Some changes to Autistic Book Party ratings

I’m pleased to announce a few minor changes to how Autistic Book Party rates books (and short fiction, and poetry).

In the beginning, everything on Autistic Book Party was either Recommended, YMMV, or Not Recommended. These are still the main categories. Later, I added the Marginal category, for cases where an autistic character is written well but is only a very minor part of the story.

I have been amassing a lot of Recommended work, especially in the Short Form category, and I worry that the sheer number of works will become overwhelming. So I’m introducing a new rating, Highly Recommended, for stories that are the very, very best (like no one ever was). If you don’t have time to read everything that is Recommended, you can start with just these.

This category is intended to be a very short list, so I am deliberately making it difficult for a work to get this rating. To be Highly Recommended, a work needs to do all of the following:

  • Autism is foregrounded in the story. At least one major character must be autistic and it must be clear in the text of story – not merely from author’s notes, etc, or through fan diagnosis – that this is what they are. In a story with a contemporary or near-future setting, this means actually using the word “autism”. In other settings, the character(s)’ neurodivergence should be made clear in some way appropriate to the setting.
  • The story, like any Recommended story, portrays autism well and authentically.
  • The story has something important to say about autism or a closely related issue. The story would be significantly altered if the autistic characters were not autistic.
  • The story is written at a professional level in terms of plot, characterization, setting, atmosphere, and style.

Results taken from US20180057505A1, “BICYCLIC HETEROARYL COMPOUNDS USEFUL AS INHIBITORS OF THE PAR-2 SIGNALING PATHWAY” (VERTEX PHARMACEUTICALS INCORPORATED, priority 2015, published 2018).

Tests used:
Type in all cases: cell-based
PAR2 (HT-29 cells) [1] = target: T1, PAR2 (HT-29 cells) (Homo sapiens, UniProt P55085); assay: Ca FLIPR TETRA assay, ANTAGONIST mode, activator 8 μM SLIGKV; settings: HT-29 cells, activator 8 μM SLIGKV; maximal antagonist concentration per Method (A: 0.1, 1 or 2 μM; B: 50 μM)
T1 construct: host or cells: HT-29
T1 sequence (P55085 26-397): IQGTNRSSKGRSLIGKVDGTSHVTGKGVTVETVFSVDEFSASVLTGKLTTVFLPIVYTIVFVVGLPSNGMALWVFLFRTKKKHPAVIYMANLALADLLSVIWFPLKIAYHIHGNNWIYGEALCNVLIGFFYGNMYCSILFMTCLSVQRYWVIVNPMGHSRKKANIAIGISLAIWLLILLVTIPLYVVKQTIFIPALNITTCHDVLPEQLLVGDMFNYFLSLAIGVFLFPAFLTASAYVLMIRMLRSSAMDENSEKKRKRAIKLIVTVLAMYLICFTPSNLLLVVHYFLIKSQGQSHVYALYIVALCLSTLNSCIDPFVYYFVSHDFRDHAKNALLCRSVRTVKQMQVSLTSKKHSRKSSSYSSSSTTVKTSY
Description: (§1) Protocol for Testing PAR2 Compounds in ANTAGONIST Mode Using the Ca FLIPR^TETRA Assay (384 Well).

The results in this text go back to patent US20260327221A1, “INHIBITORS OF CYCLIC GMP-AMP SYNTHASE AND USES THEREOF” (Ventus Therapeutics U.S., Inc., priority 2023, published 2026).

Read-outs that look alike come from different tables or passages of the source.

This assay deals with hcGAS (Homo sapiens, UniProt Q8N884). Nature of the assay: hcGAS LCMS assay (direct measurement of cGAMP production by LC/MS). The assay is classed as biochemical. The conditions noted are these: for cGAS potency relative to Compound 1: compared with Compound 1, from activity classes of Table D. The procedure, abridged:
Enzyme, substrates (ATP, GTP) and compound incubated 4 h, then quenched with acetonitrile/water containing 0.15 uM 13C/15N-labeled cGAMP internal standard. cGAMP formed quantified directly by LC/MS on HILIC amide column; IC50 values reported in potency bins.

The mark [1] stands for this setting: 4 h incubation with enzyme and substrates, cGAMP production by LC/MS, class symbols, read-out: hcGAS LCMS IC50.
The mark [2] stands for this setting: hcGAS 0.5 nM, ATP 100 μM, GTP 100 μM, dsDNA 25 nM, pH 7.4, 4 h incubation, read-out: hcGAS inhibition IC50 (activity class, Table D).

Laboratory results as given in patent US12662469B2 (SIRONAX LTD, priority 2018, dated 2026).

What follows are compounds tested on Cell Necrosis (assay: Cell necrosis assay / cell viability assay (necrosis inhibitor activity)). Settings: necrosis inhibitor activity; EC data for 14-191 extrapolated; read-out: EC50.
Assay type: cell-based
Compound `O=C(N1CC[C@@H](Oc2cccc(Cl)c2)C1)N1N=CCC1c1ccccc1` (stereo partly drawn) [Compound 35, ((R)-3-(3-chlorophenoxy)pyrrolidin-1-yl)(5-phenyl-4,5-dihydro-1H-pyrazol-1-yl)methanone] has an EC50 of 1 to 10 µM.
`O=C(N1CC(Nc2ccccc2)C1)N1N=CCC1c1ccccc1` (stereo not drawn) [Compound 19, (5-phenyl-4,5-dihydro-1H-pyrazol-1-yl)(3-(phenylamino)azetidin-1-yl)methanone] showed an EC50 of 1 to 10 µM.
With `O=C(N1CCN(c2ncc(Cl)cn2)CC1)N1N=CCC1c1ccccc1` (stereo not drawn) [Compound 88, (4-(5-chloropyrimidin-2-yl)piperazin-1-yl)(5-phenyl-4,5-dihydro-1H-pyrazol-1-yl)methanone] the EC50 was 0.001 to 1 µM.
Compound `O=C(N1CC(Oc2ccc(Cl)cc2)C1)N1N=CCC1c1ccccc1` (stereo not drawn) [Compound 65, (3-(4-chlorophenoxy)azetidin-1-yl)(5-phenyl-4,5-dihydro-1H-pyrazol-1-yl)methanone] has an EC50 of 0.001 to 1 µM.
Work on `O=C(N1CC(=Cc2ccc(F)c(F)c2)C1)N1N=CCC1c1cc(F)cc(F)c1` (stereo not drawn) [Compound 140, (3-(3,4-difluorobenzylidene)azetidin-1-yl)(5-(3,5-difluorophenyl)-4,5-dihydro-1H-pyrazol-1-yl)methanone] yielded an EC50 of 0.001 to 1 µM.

• Many stories do very good and important things overall, but also do other things that I have qualms about. I have absolutely no compunctions about giving a story like this a Recommended rating even if I am uncomfortable with certain aspects, and just talking out the points of discomfort in the text of the review. A Highly Recommended story, however, does not give me any of these qualms. It is purely good. It doesn’t stumble.
  • The story gives me feels. On a purely personal, subjective level, I love this story.

The author’s identity is not formally a criterion for a Highly Recommended rating. It’s possible for a neurotypical author to write a Highly Recommended story, but I doubt it will happen.

Stories that are good, and portray autism well, but which are not quite amazing enough to be Highly Recommended, will continue to get a Recommended rating. This will be the majority of stories that I recommend.

There are currently two stories I’ve already reviewed which I feel deserve a Highly Recommended rating. These two stories are “Difference of Opinion” by Meda Kahn and “Geometries of Belonging” by Rose Lemberg. They have been moved to the appropriate part of the Reviews Index.

As of the time I am writing this, no book-length work has yet met the criteria for being Highly Recommended.

I’ve also been dissatisfied for a long time with how I handle good stories written by autistic authors that don’t have autistic characters in them. I absolutely think that such stories deserve recommendation and promotion. I do feel, though, that the motivation for seeking out these stories is a little different from the motivation for seeking out stories about autism, and both types of story are doing different things. It never felt quite right to me to lump both types into the same category, even though I earnestly wanted to recommend them both.

Therefore, in addition to creating the Highly Recommended category, I am separating the rest of the Recommended category into Recommended-1 and Recommended-2. Recommended-1 is for stories that portray autistic characters well, regardless of the neurotype of the author. Recommended-2 is for good stories by autistic authors that don’t explicitly have autism in them. As it happens, most Recommended-2 stories still have strong diversity and disability themes, and/or themes like forced normalization, social pressure, etc which will be very meaningful to a majority of autistic readers. I still strongly support people seeking out and reading Recommended-2 stories, and I may even be expanding the range of short stories and poems that I consider for this category.

For the moment, the YMMV and Not Recommended categories will not be separated in this way, simply because the number of stories affected would be vanishingly small.

(Speaking of which, I am still – always – taking recommendations for short fiction and poetry to review, especially by authors I haven’t reviewed yet. Book recs will be noted, too, but they take a lot longer to get to.)